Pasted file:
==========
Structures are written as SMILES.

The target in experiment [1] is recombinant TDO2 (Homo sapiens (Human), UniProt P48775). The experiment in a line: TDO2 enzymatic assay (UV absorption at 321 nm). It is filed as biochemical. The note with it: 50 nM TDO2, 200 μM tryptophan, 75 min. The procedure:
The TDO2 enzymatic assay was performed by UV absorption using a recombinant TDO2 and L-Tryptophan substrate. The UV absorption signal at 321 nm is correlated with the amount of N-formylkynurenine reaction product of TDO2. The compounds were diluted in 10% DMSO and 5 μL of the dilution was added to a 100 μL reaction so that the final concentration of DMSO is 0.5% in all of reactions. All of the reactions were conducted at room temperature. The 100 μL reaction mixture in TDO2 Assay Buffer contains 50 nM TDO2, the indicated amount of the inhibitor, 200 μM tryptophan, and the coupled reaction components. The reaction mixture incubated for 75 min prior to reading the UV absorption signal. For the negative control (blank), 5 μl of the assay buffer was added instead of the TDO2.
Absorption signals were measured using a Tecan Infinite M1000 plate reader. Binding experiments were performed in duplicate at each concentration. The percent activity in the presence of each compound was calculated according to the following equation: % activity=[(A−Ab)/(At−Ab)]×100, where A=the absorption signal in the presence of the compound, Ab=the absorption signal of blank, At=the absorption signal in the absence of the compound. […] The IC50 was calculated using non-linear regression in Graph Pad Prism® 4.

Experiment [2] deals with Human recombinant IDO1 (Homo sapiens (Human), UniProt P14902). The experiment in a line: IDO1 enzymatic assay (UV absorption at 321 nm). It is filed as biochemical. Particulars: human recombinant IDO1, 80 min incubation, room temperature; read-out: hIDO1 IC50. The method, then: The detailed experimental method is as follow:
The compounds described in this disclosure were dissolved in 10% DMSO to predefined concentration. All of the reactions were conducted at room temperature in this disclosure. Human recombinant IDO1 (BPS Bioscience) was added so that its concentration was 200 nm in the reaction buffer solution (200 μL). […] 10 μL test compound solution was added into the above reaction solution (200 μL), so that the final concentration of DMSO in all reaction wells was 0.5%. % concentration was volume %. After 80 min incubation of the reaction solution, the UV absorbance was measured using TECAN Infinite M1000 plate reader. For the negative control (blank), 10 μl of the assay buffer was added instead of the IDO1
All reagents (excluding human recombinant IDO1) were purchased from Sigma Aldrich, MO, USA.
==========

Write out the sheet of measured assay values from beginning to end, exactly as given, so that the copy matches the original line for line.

Structures are written as SMILES.

The target in experiment [1] is recombinant TDO2 (Homo sapiens (Human), UniProt P48775). The experiment in a line: TDO2 enzymatic assay (UV absorption at 321 nm). It is filed as biochemical. The note with it: 50 nM TDO2, 200 μM tryptophan, 75 min. The procedure:
The TDO2 enzymatic assay was performed by UV absorption using a recombinant TDO2 and L-Tryptophan substrate. The UV absorption signal at 321 nm is correlated with the amount of N-formylkynurenine reaction product of TDO2. The compounds were diluted in 10% DMSO and 5 μL of the dilution was added to a 100 μL reaction so that the final concentration of DMSO is 0.5% in all of reactions. All of the reactions were conducted at room temperature. The 100 μL reaction mixture in TDO2 Assay Buffer contains 50 nM TDO2, the indicated amount of the inhibitor, 200 μM tryptophan, and the coupled reaction components. The reaction mixture incubated for 75 min prior to reading the UV absorption signal. For the negative control (blank), 5 μl of the assay buffer was added instead of the TDO2.
Absorption signals were measured using a Tecan Infinite M1000 plate reader. Binding experiments were performed in duplicate at each concentration. The percent activity in the presence of each compound was calculated according to the following equation: % activity=[(A−Ab)/(At−Ab)]×100, where A=the absorption signal in the presence of the compound, Ab=the absorption signal of blank, At=the absorption signal in the absence of the compound. […] The IC50 was calculated using non-linear regression in Graph Pad Prism® 4.

Experiment [2] deals with Human recombinant IDO1 (Homo sapiens (Human), UniProt P14902). The experiment in a line: IDO1 enzymatic assay (UV absorption at 321 nm). It is filed as biochemical. Particulars: human recombinant IDO1, 80 min incubation, room temperature; read-out: hIDO1 IC50. The method, then: The detailed experimental method is as follow:
The compounds described in this disclosure were dissolved in 10% DMSO to predefined concentration. All of the reactions were conducted at room temperature in this disclosure. Human recombinant IDO1 (BPS Bioscience) was added so that its concentration was 200 nm in the reaction buffer solution (200 μL). […] 10 μL test compound solution was added into the above reaction solution (200 μL), so that the final concentration of DMSO in all reaction wells was 0.5%. % concentration was volume %. After 80 min incubation of the reaction solution, the UV absorbance was measured using TECAN Infinite M1000 plate reader. For the negative control (blank), 10 μl of the assay buffer was added instead of the IDO1
All reagents (excluding human recombinant IDO1) were purchased from Sigma Aldrich, MO, USA.